Roy­al­party rather too exclusive for some


PRINCE ED­WARD be­came the first royal of­fi­cially to par­tic­i­pate in Is­rael’s in­de­pen­dence cel­e­bra­tions at a JNF-UJIA din­ner at Wind­sor Cas­tle on Mon­day.

Stand­ing in for his fa­ther, the Duke of Ed­in­burgh who had been hos­pi­talised with a chest in­fec­tion sev­eral days ear­lier, the Earl of Wes­sex at­tended a cham­pagne re­cep­tion for the 300strong gath­er­ing.

Even though he left be­fore din­ner, he greeted guests in­clud­ing Is­raeli Am­bas­sador Ron Prosor and Chief Rabbi Sir Jonathan Sacks.

And a num­ber of lead­ing com­mu­nity names were also ab­sent. Sources sug­gested that the venue and the £5,000-per-cou­ple price had been seen by some as exclusive and pro­hib­i­tive.

The char­i­ties de­clined to pro­vide a copy of the guest list af­ter the din­ner, but it is un­der­stood that those who did not at­tend in­cluded Sir Trevor Chinn, Lord Levy, Lord Kalms, Lord Young, Lord Woolf, Ger­ald and Dame Gail Ron­son, and Bicom chair Poju Zablu­dow­icz. More than half of the Jewish Lead­er­ship Coun­cil were not present.

There was also dis­ap­point­ment ex­pressed that no Is­raeli gov­ern­ment of­fi­cial had at­tended in place of Pres- ident Shi­mon Peres. Those who did at­tend, how­ever, praised the “mag­nif­i­cence” of the evening, de­scrib­ing it as “mov­ing” and a “won­der­ful ex­pe­ri­ence”.

Guests en­tered the cas­tle via the Cam­bridge Gate, to be es­corted by foot­men to the Water­loo Room for cham­pagne and canapes.

They were then ush­ered into St Ge­orge’s Hall for a sump­tu­ous din­ner, pre­pared by kosher caterer Ca­role So­bell.

Out­side the cas­tle, held well back by po­lice, were a small num­ber of anti-Is­rael demon­stra­tors, in­clud­ing mem­bers of Ne­turei Karta, who tried to bar­rack guests as they en­tered the royal apart­ments.

Be­fore the evening ended, guests were given an op­por­tu­nity to visit the Grand Re­cep­tion room, not gen­er­ally open to the pub­lic. Mu­sic, in­clud­ing Is­rael’s na­tional an­them, Hatik­vah, was pro­vided by the band of the Ir­ish Guards.

The din­ner, where guests ate rack of lamb and plum and Ar­magnac tart, was presided over by Su­per­in­ten­dent of the Cas­tle, Ma­jor Alan Den­ham, with Steven War­wick as toast­mas­ter. Toasts to the Queen and the state of Is­rael were pro­posed by Stephen Ru­bin and Colin Wag­man.

Speeches were made by Mr Prosor, JNF UK pres­i­dent Gail Seal and UJIA chair­man Mick Davis. Michael Gross, who helped to or­gan­ise the event, gave the vote of thanks.

Guest Shi­mon Co­hen said: “We were made to feel like heads of state. It was a won­der­ful ex­pe­ri­ence to be es­corted in, and ush­ered up stairs framed by suits of ar­mour, swords, shields and coats of arms.

“The Earl of Wes­sex said how much he had en­joyed his re­cent visit to Is­rael. The band played a range of mu­sic from con­tem­po­rary pop, to bal­lads to klezmer, and songs from Fid­dler on the Roof. It was quite won­der­ful to hear it play Hatik­vah.”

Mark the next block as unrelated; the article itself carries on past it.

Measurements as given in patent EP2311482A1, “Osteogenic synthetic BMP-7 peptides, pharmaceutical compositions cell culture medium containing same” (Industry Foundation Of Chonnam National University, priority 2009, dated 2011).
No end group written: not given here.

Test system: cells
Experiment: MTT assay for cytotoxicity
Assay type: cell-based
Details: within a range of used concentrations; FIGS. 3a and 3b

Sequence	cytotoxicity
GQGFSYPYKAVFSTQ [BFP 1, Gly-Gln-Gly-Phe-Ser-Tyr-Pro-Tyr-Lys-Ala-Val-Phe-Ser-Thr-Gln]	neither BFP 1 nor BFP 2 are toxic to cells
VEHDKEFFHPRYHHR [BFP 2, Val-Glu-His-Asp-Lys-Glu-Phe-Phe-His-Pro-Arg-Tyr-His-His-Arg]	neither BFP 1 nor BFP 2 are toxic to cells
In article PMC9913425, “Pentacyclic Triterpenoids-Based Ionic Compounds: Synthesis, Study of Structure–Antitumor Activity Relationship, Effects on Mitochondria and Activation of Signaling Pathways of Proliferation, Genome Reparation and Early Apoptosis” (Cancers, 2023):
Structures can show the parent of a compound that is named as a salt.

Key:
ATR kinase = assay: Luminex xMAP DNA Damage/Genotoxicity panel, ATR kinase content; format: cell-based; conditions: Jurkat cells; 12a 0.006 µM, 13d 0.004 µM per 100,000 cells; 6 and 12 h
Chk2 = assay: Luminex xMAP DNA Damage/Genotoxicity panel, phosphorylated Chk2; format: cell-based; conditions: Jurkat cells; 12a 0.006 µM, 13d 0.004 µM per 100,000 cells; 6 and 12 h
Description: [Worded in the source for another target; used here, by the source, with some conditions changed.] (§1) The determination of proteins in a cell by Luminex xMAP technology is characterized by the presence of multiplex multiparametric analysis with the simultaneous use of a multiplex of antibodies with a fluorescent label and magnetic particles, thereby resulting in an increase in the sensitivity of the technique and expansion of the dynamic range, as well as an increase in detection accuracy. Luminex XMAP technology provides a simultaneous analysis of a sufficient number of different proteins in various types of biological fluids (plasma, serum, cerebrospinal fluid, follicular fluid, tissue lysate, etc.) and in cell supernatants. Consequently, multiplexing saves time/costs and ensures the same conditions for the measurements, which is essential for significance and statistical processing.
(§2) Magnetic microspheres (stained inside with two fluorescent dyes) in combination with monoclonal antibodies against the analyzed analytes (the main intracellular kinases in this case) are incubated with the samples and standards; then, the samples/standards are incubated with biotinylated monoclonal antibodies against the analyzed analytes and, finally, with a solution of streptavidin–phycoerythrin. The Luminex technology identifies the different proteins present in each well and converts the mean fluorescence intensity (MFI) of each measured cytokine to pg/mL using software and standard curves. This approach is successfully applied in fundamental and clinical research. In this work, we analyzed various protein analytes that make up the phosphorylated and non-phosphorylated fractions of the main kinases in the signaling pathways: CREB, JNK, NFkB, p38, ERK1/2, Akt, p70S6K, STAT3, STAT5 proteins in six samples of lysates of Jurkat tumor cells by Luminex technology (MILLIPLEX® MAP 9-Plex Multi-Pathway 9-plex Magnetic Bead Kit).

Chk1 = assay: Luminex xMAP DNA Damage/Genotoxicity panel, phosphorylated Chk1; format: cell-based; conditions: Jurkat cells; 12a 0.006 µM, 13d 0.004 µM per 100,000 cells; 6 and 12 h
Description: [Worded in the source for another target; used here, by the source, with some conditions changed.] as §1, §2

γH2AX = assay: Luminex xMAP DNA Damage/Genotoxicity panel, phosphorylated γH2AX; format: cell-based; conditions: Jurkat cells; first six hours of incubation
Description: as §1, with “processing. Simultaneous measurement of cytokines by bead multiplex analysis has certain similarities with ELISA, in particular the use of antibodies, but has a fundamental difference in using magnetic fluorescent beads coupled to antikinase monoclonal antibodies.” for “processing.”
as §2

In his ad­dress, Am­bas­sador Prosor ex­pressed the sig­nif­i­cance of Is­rael’s in­de­pen­dence be­ing cel­e­brated at Wind­sor Cas­tle and recog­nised Jewish loy­alty to the Crown.

“In the home of the kings and queens of the United King­dom, we mark this his­toric oc­ca­sion in a spirit of friend­ship,” he said.

“It­wa­sof­course un­for­tu­nate that the Duke of Ed­in­burgh was not well enough to at­tend. But it is my sin­cere hope that we one day have the op­por­tu­nity to re­cip­ro­cate the Royal Fam­ily’s hos­pi­tal­ity. We in Is­rael look for­ward to s o me­day wel - com­ing Her Majesty the Queen and Prince Philip in our an­cient cap­i­tal, the home of our kings and queens.”

UJIA chief ex­ec­u­tive Douglas Krik­ler said the evening dis­played “a won­der­ful show of unity work­ing to­wards a shared goal — to cel­e­brate 60 years of the peo­ple and state of Is­rael”.

JNF UK chief ex­ec­u­tive Si­mon Win­ters added: “The rous­ing singing of Hatik­vah in St Ge­orge’s Hall at Wind­sor Cas­tle to the ac­com­pa­ni­ment of the Ir­ish Guards band was a unique and par­tic­u­larly mov­ing trib­ute to the UK Jewish com­mu­nity. JNF UK are thrilled to have been able to jointly host such a mag­nif­i­cent oc­ca­sion.”

But one se­nior com­mu­nal fig­ure, who de­cided not to at­tend, said af­ter the event: “This was not the way to do things. If you wanted to hold an event at Wind­sor Cas­tle, you can­not just pick only rich Jews to cel­e­brate Is­rael’s 60th an­niver­sary. In my view, you must in­vite in­tel­lec­tu­als, aca­demics, peo­ple who would not be able to af­ford to pay £5,000 a cou­ple.

“For ex­am­ple, how can you have a royal event for an oc­ca­sion like this and not in­vite the pres­i­dent of the Zion­ist Fed­er­a­tion? It doesn’t make sense. I know oth­ers felt the same and that was why some well-known peo­ple in the com­mu­nity de­cided not to go. I hope the or­gan­is­ers learn a les­son.”

An­other com­mu­nal ac­tivist claimed that UJIA had turned down an of­fer for aca­demics to at­tend the din­ner, spon­sored and paid for by a com- mu­nal leader. The char­i­ties in­sisted: “There was no set ticket price — all money raised was through vol­un­tary do­na­tions”.

ZF pres­i­dent Eric Moon­man con­firmed that he had not re­ceived an in­vi­ta­tion to the event. He said this week: “I have had a num­ber of phone calls from peo­ple ask­ing why I wasn’t there.

“I think this was a lost op­por­tu­nity. It would have been bet­ter if all cor­ners of the com­mu­nity had been rep­re­sented.

“Peo­ple have been say­ing to me that when the Jewish com­mu­nity is given an op­por­tu­nity to come to Wind­sor Cas­tle to help cel­e­brate Is­rael’s 60th, they turn it into a fundrais­ing event.”


In­cluded: 300 guests en­joy the splen­dour of Wind­sor Cas­tle’s beau­ti­ful St Ge­orge’s Hall


Ex­cluded: demon­stra­tors heckle ar­riv­ing guests

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